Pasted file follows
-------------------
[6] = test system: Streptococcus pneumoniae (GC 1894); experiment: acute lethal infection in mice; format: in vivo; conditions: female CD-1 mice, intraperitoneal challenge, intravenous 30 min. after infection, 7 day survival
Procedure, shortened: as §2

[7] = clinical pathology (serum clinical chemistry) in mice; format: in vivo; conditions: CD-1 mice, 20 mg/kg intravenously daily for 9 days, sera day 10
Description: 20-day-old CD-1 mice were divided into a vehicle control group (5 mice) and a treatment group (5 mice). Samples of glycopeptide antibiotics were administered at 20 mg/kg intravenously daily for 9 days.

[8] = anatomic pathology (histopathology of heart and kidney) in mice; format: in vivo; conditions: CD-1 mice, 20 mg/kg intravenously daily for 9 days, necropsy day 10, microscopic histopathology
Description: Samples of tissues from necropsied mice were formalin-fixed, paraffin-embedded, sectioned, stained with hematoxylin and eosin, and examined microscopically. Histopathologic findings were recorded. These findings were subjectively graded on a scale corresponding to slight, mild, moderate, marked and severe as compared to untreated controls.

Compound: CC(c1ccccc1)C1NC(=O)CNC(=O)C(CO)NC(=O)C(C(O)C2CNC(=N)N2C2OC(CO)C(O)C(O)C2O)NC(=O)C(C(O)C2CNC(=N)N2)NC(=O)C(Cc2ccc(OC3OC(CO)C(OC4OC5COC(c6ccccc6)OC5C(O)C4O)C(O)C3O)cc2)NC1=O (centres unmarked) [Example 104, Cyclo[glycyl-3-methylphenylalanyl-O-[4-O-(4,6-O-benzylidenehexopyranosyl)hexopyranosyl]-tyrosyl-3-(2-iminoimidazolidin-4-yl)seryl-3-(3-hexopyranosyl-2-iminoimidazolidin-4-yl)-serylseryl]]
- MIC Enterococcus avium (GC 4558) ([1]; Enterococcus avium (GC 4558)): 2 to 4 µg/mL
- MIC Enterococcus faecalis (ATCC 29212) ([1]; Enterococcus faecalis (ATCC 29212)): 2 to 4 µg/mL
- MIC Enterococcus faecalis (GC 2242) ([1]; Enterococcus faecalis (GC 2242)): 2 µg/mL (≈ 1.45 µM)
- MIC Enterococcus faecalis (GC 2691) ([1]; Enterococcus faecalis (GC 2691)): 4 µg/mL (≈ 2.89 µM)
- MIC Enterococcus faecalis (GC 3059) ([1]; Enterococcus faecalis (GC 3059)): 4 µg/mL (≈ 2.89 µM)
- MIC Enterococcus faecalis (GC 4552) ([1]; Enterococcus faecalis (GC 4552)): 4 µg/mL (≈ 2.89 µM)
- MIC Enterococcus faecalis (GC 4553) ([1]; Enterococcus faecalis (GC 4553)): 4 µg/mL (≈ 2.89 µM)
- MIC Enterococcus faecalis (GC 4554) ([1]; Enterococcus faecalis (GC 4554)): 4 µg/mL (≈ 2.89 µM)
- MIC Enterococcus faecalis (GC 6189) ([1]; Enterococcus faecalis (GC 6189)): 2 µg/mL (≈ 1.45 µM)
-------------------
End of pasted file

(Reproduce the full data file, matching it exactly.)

[6] = test system: Streptococcus pneumoniae (GC 1894); experiment: acute lethal infection in mice; format: in vivo; conditions: female CD-1 mice, intraperitoneal challenge, intravenous 30 min. after infection, 7 day survival
Procedure, shortened: as §2

[7] = clinical pathology (serum clinical chemistry) in mice; format: in vivo; conditions: CD-1 mice, 20 mg/kg intravenously daily for 9 days, sera day 10
Description: 20-day-old CD-1 mice were divided into a vehicle control group (5 mice) and a treatment group (5 mice). Samples of glycopeptide antibiotics were administered at 20 mg/kg intravenously daily for 9 days.

[8] = anatomic pathology (histopathology of heart and kidney) in mice; format: in vivo; conditions: CD-1 mice, 20 mg/kg intravenously daily for 9 days, necropsy day 10, microscopic histopathology
Description: Samples of tissues from necropsied mice were formalin-fixed, paraffin-embedded, sectioned, stained with hematoxylin and eosin, and examined microscopically. Histopathologic findings were recorded. These findings were subjectively graded on a scale corresponding to slight, mild, moderate, marked and severe as compared to untreated controls.

Compound: CC(c1ccccc1)C1NC(=O)CNC(=O)C(CO)NC(=O)C(C(O)C2CNC(=N)N2C2OC(CO)C(O)C(O)C2O)NC(=O)C(C(O)C2CNC(=N)N2)NC(=O)C(Cc2ccc(OC3OC(CO)C(OC4OC5COC(c6ccccc6)OC5C(O)C4O)C(O)C3O)cc2)NC1=O (centres unmarked) [Example 104, Cyclo[glycyl-3-methylphenylalanyl-O-[4-O-(4,6-O-benzylidenehexopyranosyl)hexopyranosyl]-tyrosyl-3-(2-iminoimidazolidin-4-yl)seryl-3-(3-hexopyranosyl-2-iminoimidazolidin-4-yl)-serylseryl]]
- MIC Enterococcus avium (GC 4558) ([1]; Enterococcus avium (GC 4558)): 2 to 4 µg/mL
- MIC Enterococcus faecalis (ATCC 29212) ([1]; Enterococcus faecalis (ATCC 29212)): 2 to 4 µg/mL
- MIC Enterococcus faecalis (GC 2242) ([1]; Enterococcus faecalis (GC 2242)): 2 µg/mL (≈ 1.45 µM)
- MIC Enterococcus faecalis (GC 2691) ([1]; Enterococcus faecalis (GC 2691)): 4 µg/mL (≈ 2.89 µM)
- MIC Enterococcus faecalis (GC 3059) ([1]; Enterococcus faecalis (GC 3059)): 4 µg/mL (≈ 2.89 µM)
- MIC Enterococcus faecalis (GC 4552) ([1]; Enterococcus faecalis (GC 4552)): 4 µg/mL (≈ 2.89 µM)
- MIC Enterococcus faecalis (GC 4553) ([1]; Enterococcus faecalis (GC 4553)): 4 µg/mL (≈ 2.89 µM)
- MIC Enterococcus faecalis (GC 4554) ([1]; Enterococcus faecalis (GC 4554)): 4 µg/mL (≈ 2.89 µM)
- MIC Enterococcus faecalis (GC 6189) ([1]; Enterococcus faecalis (GC 6189)): 2 µg/mL (≈ 1.45 µM)